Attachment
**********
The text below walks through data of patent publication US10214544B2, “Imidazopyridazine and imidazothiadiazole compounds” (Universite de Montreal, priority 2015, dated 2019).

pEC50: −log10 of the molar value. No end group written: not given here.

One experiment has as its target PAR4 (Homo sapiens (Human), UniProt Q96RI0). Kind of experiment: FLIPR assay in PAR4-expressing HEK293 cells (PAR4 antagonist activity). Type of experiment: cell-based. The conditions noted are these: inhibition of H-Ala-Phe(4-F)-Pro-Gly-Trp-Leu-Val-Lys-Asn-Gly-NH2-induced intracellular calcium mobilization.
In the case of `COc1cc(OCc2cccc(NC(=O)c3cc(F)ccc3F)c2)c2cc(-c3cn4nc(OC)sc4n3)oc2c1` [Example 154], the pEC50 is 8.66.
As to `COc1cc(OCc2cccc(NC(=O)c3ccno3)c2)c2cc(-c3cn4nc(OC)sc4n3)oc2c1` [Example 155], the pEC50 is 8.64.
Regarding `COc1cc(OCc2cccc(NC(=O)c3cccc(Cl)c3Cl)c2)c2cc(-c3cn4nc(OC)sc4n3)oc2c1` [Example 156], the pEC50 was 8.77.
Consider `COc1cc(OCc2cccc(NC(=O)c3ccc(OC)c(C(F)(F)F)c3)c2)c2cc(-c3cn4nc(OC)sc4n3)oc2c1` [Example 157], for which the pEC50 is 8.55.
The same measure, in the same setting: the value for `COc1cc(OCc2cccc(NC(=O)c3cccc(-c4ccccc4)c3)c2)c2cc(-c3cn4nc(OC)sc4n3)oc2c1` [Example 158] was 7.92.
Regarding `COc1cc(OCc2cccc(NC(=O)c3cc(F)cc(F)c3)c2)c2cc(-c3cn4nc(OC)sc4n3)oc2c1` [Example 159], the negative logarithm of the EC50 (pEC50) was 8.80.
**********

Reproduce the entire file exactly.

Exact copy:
The text below walks through data of patent publication US10214544B2, “Imidazopyridazine and imidazothiadiazole compounds” (Universite de Montreal, priority 2015, dated 2019).

pEC50: −log10 of the molar value. No end group written: not given here.

One experiment has as its target PAR4 (Homo sapiens (Human), UniProt Q96RI0). Kind of experiment: FLIPR assay in PAR4-expressing HEK293 cells (PAR4 antagonist activity). Type of experiment: cell-based. The conditions noted are these: inhibition of H-Ala-Phe(4-F)-Pro-Gly-Trp-Leu-Val-Lys-Asn-Gly-NH2-induced intracellular calcium mobilization.
In the case of `COc1cc(OCc2cccc(NC(=O)c3cc(F)ccc3F)c2)c2cc(-c3cn4nc(OC)sc4n3)oc2c1` [Example 154], the pEC50 is 8.66.
As to `COc1cc(OCc2cccc(NC(=O)c3ccno3)c2)c2cc(-c3cn4nc(OC)sc4n3)oc2c1` [Example 155], the pEC50 is 8.64.
Regarding `COc1cc(OCc2cccc(NC(=O)c3cccc(Cl)c3Cl)c2)c2cc(-c3cn4nc(OC)sc4n3)oc2c1` [Example 156], the pEC50 was 8.77.
Consider `COc1cc(OCc2cccc(NC(=O)c3ccc(OC)c(C(F)(F)F)c3)c2)c2cc(-c3cn4nc(OC)sc4n3)oc2c1` [Example 157], for which the pEC50 is 8.55.
The same measure, in the same setting: the value for `COc1cc(OCc2cccc(NC(=O)c3cccc(-c4ccccc4)c3)c2)c2cc(-c3cn4nc(OC)sc4n3)oc2c1` [Example 158] was 7.92.
Regarding `COc1cc(OCc2cccc(NC(=O)c3cc(F)cc(F)c3)c2)c2cc(-c3cn4nc(OC)sc4n3)oc2c1` [Example 159], the negative logarithm of the EC50 (pEC50) was 8.80.